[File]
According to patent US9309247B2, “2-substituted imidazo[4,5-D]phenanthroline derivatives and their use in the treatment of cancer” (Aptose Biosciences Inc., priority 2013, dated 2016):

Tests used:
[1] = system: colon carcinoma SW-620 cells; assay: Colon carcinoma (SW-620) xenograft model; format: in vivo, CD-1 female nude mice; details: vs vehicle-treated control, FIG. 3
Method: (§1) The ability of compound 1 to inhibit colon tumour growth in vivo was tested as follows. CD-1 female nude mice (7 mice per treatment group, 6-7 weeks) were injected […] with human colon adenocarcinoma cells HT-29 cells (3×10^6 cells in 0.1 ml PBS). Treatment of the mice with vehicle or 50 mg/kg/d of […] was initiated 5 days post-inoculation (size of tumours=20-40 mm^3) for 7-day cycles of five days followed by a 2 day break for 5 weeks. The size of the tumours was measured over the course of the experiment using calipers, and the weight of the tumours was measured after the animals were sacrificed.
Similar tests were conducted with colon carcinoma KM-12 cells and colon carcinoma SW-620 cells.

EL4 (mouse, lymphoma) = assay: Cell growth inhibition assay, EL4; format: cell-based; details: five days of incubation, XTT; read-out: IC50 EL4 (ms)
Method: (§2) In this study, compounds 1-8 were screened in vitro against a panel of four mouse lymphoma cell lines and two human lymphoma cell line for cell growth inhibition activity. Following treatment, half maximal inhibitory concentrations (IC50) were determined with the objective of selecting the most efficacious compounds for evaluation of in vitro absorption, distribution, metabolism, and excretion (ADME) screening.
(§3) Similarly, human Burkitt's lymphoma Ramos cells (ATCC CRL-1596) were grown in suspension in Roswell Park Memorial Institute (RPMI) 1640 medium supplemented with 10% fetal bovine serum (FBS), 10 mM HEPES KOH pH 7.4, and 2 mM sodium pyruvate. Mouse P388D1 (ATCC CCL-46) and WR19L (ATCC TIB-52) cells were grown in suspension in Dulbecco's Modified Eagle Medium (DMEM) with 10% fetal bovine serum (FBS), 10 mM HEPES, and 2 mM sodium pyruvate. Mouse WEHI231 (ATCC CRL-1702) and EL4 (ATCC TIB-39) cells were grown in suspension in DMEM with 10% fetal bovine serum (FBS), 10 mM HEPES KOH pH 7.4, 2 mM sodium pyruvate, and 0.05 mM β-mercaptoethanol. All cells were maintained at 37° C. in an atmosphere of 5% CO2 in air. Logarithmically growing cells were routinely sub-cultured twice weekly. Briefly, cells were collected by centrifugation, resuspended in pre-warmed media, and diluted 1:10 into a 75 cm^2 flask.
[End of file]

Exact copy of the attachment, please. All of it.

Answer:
According to patent US9309247B2, “2-substituted imidazo[4,5-D]phenanthroline derivatives and their use in the treatment of cancer” (Aptose Biosciences Inc., priority 2013, dated 2016):

Tests used:
[1] = system: colon carcinoma SW-620 cells; assay: Colon carcinoma (SW-620) xenograft model; format: in vivo, CD-1 female nude mice; details: vs vehicle-treated control, FIG. 3
Method: (§1) The ability of compound 1 to inhibit colon tumour growth in vivo was tested as follows. CD-1 female nude mice (7 mice per treatment group, 6-7 weeks) were injected […] with human colon adenocarcinoma cells HT-29 cells (3×10^6 cells in 0.1 ml PBS). Treatment of the mice with vehicle or 50 mg/kg/d of […] was initiated 5 days post-inoculation (size of tumours=20-40 mm^3) for 7-day cycles of five days followed by a 2 day break for 5 weeks. The size of the tumours was measured over the course of the experiment using calipers, and the weight of the tumours was measured after the animals were sacrificed.
Similar tests were conducted with colon carcinoma KM-12 cells and colon carcinoma SW-620 cells.

EL4 (mouse, lymphoma) = assay: Cell growth inhibition assay, EL4; format: cell-based; details: five days of incubation, XTT; read-out: IC50 EL4 (ms)
Method: (§2) In this study, compounds 1-8 were screened in vitro against a panel of four mouse lymphoma cell lines and two human lymphoma cell line for cell growth inhibition activity. Following treatment, half maximal inhibitory concentrations (IC50) were determined with the objective of selecting the most efficacious compounds for evaluation of in vitro absorption, distribution, metabolism, and excretion (ADME) screening.
(§3) Similarly, human Burkitt's lymphoma Ramos cells (ATCC CRL-1596) were grown in suspension in Roswell Park Memorial Institute (RPMI) 1640 medium supplemented with 10% fetal bovine serum (FBS), 10 mM HEPES KOH pH 7.4, and 2 mM sodium pyruvate. Mouse P388D1 (ATCC CCL-46) and WR19L (ATCC TIB-52) cells were grown in suspension in Dulbecco's Modified Eagle Medium (DMEM) with 10% fetal bovine serum (FBS), 10 mM HEPES, and 2 mM sodium pyruvate. Mouse WEHI231 (ATCC CRL-1702) and EL4 (ATCC TIB-39) cells were grown in suspension in DMEM with 10% fetal bovine serum (FBS), 10 mM HEPES KOH pH 7.4, 2 mM sodium pyruvate, and 0.05 mM β-mercaptoethanol. All cells were maintained at 37° C. in an atmosphere of 5% CO2 in air. Logarithmically growing cells were routinely sub-cultured twice weekly. Briefly, cells were collected by centrifugation, resuspended in pre-warmed media, and diluted 1:10 into a 75 cm^2 flask.